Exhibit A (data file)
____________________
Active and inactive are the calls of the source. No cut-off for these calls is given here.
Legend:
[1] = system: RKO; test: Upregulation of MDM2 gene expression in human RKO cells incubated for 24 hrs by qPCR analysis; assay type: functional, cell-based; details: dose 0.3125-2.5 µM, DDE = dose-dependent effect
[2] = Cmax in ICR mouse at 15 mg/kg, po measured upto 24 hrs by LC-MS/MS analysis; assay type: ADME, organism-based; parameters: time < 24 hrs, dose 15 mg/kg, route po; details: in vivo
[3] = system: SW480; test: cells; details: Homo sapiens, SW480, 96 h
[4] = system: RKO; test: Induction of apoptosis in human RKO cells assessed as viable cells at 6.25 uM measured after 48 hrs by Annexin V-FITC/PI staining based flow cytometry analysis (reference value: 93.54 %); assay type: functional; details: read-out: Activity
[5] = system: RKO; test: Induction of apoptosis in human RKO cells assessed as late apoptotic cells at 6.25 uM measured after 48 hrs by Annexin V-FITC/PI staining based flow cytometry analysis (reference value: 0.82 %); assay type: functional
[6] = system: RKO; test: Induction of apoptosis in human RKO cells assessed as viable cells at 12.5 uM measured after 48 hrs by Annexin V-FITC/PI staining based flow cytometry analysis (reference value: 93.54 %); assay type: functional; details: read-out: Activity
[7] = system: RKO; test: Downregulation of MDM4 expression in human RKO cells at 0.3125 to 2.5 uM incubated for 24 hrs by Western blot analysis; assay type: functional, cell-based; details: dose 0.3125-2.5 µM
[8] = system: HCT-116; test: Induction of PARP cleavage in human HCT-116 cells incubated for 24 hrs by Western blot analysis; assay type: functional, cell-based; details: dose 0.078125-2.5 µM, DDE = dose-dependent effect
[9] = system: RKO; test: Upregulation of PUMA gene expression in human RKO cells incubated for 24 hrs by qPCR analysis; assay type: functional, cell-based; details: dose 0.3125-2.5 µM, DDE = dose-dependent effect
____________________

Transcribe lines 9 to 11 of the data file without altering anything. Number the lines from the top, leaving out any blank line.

[7] = system: RKO; test: Downregulation of MDM4 expression in human RKO cells at 0.3125 to 2.5 uM incubated for 24 hrs by Western blot analysis; assay type: functional, cell-based; details: dose 0.3125-2.5 µM
[8] = system: HCT-116; test: Induction of PARP cleavage in human HCT-116 cells incubated for 24 hrs by Western blot analysis; assay type: functional, cell-based; details: dose 0.078125-2.5 µM, DDE = dose-dependent effect
[9] = system: RKO; test: Upregulation of PUMA gene expression in human RKO cells incubated for 24 hrs by qPCR analysis; assay type: functional, cell-based; details: dose 0.3125-2.5 µM, DDE = dose-dependent effect